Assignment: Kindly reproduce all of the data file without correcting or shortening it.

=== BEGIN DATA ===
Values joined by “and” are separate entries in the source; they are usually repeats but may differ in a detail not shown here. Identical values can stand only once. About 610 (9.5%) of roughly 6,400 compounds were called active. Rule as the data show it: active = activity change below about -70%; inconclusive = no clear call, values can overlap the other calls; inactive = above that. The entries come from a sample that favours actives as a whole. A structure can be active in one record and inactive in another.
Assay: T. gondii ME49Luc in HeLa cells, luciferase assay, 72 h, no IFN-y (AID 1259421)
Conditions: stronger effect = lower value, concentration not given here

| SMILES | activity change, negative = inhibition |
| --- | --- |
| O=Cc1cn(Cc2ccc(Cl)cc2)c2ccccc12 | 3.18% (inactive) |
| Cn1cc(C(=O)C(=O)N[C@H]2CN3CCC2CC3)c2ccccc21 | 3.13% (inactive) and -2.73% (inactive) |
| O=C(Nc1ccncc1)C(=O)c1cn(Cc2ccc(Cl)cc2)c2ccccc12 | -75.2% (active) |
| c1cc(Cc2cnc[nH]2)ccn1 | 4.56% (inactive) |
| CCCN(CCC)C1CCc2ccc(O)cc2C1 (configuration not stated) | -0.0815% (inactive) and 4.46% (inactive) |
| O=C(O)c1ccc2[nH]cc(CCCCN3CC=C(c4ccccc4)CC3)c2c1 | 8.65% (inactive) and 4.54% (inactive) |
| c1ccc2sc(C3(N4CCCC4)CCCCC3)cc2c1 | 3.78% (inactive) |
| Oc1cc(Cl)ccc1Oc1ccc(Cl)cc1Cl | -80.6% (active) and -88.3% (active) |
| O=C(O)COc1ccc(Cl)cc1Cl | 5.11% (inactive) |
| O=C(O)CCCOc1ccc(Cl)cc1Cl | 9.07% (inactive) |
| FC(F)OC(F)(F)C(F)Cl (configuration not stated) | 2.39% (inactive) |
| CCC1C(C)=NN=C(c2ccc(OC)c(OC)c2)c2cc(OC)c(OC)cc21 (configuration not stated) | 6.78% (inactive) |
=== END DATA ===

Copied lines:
Values joined by “and” are separate entries in the source; they are usually repeats but may differ in a detail not shown here. Identical values can stand only once. About 610 (9.5%) of roughly 6,400 compounds were called active. Rule as the data show it: active = activity change below about -70%; inconclusive = no clear call, values can overlap the other calls; inactive = above that. The entries come from a sample that favours actives as a whole. A structure can be active in one record and inactive in another.
Assay: T. gondii ME49Luc in HeLa cells, luciferase assay, 72 h, no IFN-y (AID 1259421)
Conditions: stronger effect = lower value, concentration not given here

| SMILES | activity change, negative = inhibition |
| --- | --- |
| O=Cc1cn(Cc2ccc(Cl)cc2)c2ccccc12 | 3.18% (inactive) |
| Cn1cc(C(=O)C(=O)N[C@H]2CN3CCC2CC3)c2ccccc21 | 3.13% (inactive) and -2.73% (inactive) |
| O=C(Nc1ccncc1)C(=O)c1cn(Cc2ccc(Cl)cc2)c2ccccc12 | -75.2% (active) |
| c1cc(Cc2cnc[nH]2)ccn1 | 4.56% (inactive) |
| CCCN(CCC)C1CCc2ccc(O)cc2C1 (configuration not stated) | -0.0815% (inactive) and 4.46% (inactive) |
| O=C(O)c1ccc2[nH]cc(CCCCN3CC=C(c4ccccc4)CC3)c2c1 | 8.65% (inactive) and 4.54% (inactive) |
| c1ccc2sc(C3(N4CCCC4)CCCCC3)cc2c1 | 3.78% (inactive) |
| Oc1cc(Cl)ccc1Oc1ccc(Cl)cc1Cl | -80.6% (active) and -88.3% (active) |
| O=C(O)COc1ccc(Cl)cc1Cl | 5.11% (inactive) |
| O=C(O)CCCOc1ccc(Cl)cc1Cl | 9.07% (inactive) |
| FC(F)OC(F)(F)C(F)Cl (configuration not stated) | 2.39% (inactive) |
| CCC1C(C)=NN=C(c2ccc(OC)c(OC)c2)c2cc(OC)c(OC)cc21 (configuration not stated) | 6.78% (inactive) |